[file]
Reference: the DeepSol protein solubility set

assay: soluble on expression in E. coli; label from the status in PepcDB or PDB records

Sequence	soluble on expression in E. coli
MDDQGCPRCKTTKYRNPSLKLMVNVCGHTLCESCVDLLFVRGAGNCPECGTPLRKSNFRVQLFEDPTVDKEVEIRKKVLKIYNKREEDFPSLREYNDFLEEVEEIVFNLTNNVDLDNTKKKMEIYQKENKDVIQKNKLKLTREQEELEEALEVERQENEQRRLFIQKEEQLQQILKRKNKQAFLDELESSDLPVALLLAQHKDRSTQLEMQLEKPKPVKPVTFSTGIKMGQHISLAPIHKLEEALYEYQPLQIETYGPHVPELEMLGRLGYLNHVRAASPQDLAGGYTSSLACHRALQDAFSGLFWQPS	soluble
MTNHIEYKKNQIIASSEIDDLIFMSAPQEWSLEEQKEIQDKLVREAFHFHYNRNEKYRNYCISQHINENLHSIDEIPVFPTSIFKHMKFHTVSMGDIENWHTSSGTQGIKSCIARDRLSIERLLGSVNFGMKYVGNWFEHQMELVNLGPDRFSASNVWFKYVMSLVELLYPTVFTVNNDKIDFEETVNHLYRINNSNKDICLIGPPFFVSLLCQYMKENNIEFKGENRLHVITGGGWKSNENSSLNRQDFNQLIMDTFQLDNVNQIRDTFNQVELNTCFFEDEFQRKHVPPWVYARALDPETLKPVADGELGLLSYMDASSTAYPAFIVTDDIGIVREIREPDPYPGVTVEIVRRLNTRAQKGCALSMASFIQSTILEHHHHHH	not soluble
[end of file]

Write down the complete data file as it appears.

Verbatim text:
Reference: the DeepSol protein solubility set

assay: soluble on expression in E. coli; label from the status in PepcDB or PDB records

Sequence	soluble on expression in E. coli
MDDQGCPRCKTTKYRNPSLKLMVNVCGHTLCESCVDLLFVRGAGNCPECGTPLRKSNFRVQLFEDPTVDKEVEIRKKVLKIYNKREEDFPSLREYNDFLEEVEEIVFNLTNNVDLDNTKKKMEIYQKENKDVIQKNKLKLTREQEELEEALEVERQENEQRRLFIQKEEQLQQILKRKNKQAFLDELESSDLPVALLLAQHKDRSTQLEMQLEKPKPVKPVTFSTGIKMGQHISLAPIHKLEEALYEYQPLQIETYGPHVPELEMLGRLGYLNHVRAASPQDLAGGYTSSLACHRALQDAFSGLFWQPS	soluble
MTNHIEYKKNQIIASSEIDDLIFMSAPQEWSLEEQKEIQDKLVREAFHFHYNRNEKYRNYCISQHINENLHSIDEIPVFPTSIFKHMKFHTVSMGDIENWHTSSGTQGIKSCIARDRLSIERLLGSVNFGMKYVGNWFEHQMELVNLGPDRFSASNVWFKYVMSLVELLYPTVFTVNNDKIDFEETVNHLYRINNSNKDICLIGPPFFVSLLCQYMKENNIEFKGENRLHVITGGGWKSNENSSLNRQDFNQLIMDTFQLDNVNQIRDTFNQVELNTCFFEDEFQRKHVPPWVYARALDPETLKPVADGELGLLSYMDASSTAYPAFIVTDDIGIVREIREPDPYPGVTVEIVRRLNTRAQKGCALSMASFIQSTILEHHHHHH	not soluble